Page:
according to the Israeli standards, the "last resort" for Hebrew points and
accents is to display nothing. This means that in your table the mapping of
0590 to 05cf should be "ignore".
The rational is that in Hebrew, points and accents are always optional and
never affect the meaning of the word.
> -----Original Message-----
> From: Otto Stolz [mailto:Otto.Stolz@uni-konstanz.de]
> Sent: Wednesday, December 08, 1999 2:20 PM
> To: Unicode List
> Subject: Re: Support for Multilingual Documents
> Am 1999-12-06 um 9:57 h hat firstname.lastname@example.org geschrieben:
> > In the meantime, Web developers need to be aware of the
> "standard" level of
> > support (which means code page support, for example, on
> Windows) in order
> > to get the result that they expect. And realize that while NCRs
> may encode
> > the data in a lossless manner, the end user will probably see a question
> > mark, underscore or black block at display time.
> > Someone might argue that characters that you can't display are
> probably as
> > meaningful as displaying characters the user can't read... but in most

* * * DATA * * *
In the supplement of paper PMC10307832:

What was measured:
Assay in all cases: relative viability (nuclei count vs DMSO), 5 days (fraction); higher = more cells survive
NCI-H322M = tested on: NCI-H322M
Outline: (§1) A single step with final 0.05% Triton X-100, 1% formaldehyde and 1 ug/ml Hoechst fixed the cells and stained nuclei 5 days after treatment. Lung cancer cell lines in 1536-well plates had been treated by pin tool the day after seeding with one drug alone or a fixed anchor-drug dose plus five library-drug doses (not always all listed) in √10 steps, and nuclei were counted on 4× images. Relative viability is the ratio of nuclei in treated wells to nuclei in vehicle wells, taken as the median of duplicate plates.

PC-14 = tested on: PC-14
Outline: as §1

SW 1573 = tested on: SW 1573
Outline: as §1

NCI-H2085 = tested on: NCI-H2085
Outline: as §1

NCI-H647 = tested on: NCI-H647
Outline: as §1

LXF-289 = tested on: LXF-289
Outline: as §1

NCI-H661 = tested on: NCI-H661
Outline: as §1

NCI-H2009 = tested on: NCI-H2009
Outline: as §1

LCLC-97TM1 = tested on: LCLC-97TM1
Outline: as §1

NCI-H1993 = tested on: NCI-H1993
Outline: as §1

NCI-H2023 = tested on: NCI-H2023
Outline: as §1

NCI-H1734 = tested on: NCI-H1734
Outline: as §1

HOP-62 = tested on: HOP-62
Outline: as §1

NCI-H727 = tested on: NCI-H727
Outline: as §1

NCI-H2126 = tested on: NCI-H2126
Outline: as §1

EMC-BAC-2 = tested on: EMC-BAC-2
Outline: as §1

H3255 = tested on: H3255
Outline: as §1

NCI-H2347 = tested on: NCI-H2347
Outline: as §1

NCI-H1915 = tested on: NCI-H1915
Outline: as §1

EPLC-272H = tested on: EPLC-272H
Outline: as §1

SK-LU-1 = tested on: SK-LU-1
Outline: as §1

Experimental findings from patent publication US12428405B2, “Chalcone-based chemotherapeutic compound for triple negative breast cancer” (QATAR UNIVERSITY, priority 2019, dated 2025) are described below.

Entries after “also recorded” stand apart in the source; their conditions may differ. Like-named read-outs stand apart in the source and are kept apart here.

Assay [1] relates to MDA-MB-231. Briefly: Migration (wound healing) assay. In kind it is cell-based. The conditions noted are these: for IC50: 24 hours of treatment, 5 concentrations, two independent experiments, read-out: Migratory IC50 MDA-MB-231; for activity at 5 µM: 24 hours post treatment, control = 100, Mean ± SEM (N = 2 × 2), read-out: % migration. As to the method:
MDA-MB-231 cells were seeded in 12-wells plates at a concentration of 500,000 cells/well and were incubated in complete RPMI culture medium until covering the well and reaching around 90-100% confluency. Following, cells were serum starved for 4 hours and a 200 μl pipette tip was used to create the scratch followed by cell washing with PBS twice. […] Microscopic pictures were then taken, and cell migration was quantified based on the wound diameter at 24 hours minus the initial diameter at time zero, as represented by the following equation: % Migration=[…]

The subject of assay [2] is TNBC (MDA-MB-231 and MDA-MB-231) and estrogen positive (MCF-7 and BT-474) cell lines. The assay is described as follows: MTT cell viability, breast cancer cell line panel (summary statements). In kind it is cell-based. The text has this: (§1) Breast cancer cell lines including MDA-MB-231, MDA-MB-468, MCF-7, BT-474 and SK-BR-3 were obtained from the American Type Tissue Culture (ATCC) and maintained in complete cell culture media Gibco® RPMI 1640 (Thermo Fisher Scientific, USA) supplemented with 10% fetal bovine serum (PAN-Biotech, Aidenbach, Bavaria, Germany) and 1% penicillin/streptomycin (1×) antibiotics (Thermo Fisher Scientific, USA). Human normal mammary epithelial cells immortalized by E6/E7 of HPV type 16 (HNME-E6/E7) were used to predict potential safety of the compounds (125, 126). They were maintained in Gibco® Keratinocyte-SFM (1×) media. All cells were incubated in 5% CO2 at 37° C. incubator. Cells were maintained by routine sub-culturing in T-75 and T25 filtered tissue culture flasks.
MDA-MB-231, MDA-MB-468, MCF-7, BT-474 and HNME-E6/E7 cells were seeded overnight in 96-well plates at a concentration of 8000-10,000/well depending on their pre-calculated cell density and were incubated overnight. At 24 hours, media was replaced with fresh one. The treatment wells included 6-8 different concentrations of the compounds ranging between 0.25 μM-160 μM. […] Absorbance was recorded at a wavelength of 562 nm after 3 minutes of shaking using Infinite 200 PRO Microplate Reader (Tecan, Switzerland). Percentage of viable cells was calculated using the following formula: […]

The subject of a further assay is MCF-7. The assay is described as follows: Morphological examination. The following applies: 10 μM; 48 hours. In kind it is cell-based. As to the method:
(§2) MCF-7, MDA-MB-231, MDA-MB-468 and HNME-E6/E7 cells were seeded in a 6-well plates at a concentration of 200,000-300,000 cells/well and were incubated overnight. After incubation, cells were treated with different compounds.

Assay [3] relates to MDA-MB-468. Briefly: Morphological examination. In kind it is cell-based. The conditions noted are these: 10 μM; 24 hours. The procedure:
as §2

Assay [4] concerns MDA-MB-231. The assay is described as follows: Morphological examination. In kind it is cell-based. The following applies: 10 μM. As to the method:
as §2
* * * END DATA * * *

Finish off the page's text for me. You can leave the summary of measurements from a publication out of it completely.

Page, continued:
> > cases I find that users read that your page is "broken" somehow.
> For a character that cannot be displayed due to lack in the locallly
> available script support, browsers (and btw. any other program) should
> display the pertinent glyph from a Last Resort font, such as discussed
> in <http://fonts.apple.com/LastResort/LastResort.html>, rather than a
> question mark, or a rectangle.
> This would give the user an indication of what is missing, locally;
> it would avoid the impression that the page is "broken" somehow.
> Anyway, if the user cannot read a particular script, the pertinent
> last-resort glyph would be as meaningful to him as the original character
> (which cannot be displayed locally), in most cases -- the exception
> being that the page contains a discussion of particular characters.
> As an additional goody, the implementor could provide a context-menu to
> download, or install, the missing script support.
> Best wishes,
> Otto Stolz
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